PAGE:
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Somalia Women

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January 5, 1993 | DANIEL WILLIAMS, TIMES STAFF WRITER
At the afternoon market for qat, the leaves that Somalis chew as a stimulant and mild narcotic, the salespeople once were only men, sometimes wearing old-style robes, more often in shabby Western dress. But these days, women in bright-colored scarves are elbowing their male compatriots aside for the attention of the throng of customers. It is one of many signs around town of the changed role for women in the wake of two years of civil war here.
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NEWS
January 5, 1993 | DANIEL WILLIAMS, TIMES STAFF WRITER
At the afternoon market for qat, the leaves that Somalis chew as a stimulant and mild narcotic, the salespeople once were only men, sometimes wearing old-style robes, more often in shabby Western dress. But these days, women in bright-colored scarves are elbowing their male compatriots aside for the attention of the throng of customers. It is one of many signs around town of the changed role for women in the wake of two years of civil war here.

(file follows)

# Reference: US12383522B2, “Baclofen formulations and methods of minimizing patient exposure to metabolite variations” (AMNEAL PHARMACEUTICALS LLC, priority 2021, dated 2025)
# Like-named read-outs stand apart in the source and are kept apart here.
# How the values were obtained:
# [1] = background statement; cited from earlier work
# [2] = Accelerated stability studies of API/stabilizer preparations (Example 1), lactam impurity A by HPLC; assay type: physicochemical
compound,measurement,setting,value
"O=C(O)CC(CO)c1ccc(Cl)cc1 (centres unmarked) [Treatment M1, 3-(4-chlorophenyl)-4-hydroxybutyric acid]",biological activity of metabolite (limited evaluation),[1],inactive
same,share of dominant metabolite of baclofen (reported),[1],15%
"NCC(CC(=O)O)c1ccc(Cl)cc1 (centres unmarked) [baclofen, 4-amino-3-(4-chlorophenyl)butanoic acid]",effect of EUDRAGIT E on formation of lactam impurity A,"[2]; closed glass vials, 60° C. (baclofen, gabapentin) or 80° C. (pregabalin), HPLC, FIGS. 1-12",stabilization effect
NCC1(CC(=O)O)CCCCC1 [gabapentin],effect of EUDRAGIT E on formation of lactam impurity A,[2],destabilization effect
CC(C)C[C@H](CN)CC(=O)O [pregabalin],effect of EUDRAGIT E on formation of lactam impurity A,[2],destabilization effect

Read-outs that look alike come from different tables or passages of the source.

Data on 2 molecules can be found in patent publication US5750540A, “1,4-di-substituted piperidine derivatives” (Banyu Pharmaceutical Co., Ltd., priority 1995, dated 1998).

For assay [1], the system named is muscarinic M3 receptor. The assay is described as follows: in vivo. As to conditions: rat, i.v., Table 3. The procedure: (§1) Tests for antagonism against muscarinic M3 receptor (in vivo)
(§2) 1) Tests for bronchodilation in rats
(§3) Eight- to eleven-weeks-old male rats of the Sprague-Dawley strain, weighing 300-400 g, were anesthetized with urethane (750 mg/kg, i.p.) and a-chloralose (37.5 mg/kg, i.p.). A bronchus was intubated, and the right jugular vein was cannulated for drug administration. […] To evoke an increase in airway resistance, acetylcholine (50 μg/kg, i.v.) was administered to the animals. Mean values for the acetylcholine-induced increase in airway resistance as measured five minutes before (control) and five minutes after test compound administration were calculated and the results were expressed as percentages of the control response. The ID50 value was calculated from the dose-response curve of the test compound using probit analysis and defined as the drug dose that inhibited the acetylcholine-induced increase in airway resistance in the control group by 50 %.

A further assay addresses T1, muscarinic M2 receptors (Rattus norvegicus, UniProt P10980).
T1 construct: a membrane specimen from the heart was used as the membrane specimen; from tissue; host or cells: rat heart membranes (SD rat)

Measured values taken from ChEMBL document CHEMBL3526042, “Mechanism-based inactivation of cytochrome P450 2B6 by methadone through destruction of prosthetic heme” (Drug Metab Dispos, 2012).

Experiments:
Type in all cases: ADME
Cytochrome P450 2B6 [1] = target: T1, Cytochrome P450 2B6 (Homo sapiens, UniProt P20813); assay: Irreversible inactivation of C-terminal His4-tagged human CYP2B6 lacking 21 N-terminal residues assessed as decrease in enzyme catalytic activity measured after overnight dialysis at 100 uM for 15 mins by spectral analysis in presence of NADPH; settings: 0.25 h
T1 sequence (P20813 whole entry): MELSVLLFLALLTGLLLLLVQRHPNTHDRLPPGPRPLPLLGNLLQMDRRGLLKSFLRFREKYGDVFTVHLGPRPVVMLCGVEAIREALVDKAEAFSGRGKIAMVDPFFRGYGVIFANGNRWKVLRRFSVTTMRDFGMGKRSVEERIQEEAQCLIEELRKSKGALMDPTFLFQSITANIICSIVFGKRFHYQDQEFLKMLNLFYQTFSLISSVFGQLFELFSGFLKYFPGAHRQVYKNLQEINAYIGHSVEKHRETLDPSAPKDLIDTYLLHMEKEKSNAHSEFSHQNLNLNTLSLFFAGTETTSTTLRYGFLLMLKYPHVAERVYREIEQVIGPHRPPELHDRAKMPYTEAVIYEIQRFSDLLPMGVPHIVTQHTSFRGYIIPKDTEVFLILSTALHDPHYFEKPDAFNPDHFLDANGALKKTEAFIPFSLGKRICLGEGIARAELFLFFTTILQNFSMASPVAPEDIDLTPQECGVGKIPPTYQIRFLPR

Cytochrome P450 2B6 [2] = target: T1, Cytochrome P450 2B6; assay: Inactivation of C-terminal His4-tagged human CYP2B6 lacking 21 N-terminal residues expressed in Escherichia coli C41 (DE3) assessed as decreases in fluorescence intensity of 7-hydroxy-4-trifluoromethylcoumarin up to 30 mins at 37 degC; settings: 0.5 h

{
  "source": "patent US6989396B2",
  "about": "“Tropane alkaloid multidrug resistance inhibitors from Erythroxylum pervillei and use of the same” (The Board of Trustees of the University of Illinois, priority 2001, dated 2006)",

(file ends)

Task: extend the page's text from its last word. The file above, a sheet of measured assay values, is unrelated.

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CALIFORNIA | LOCAL
December 9, 1992 | H.G. REZA, TIMES STAFF WRITER
Just a smidgen over 5 feet tall, Navy Seabee Jana Edge nevertheless waslong on confidence that she will be up to the challenge in Somalia. The 19-year-old and 123 other Seabees from Amphibious Construction Battalion 1 were standing in formation Tuesday on a grassy parade field near North Island Naval Air Station. Wearing Kevlar helmets, combat gear and carrying M-16 assault rifles, they waited for orders to board Air Force C-5 transports that would fly them to Somalia. "It's our job.
NEWS
December 9, 1992 | H. G. REZA, TIMES STAFF WRITER
Navy Seabee Jana Edge, 19, is long on confidence that she is up to the challenge in Somalia. She and 123 other Seabees from Amphibious Construction Battalion 1 were standing in formation Tuesday on a grassy parade field near North Island Naval Air Station. Wearing Kevlar helmets, combat gear and carrying M-16 assault rifles, they waited for orders to board Air Force C-5 transports that would fly them to Somalia. "It's our job.
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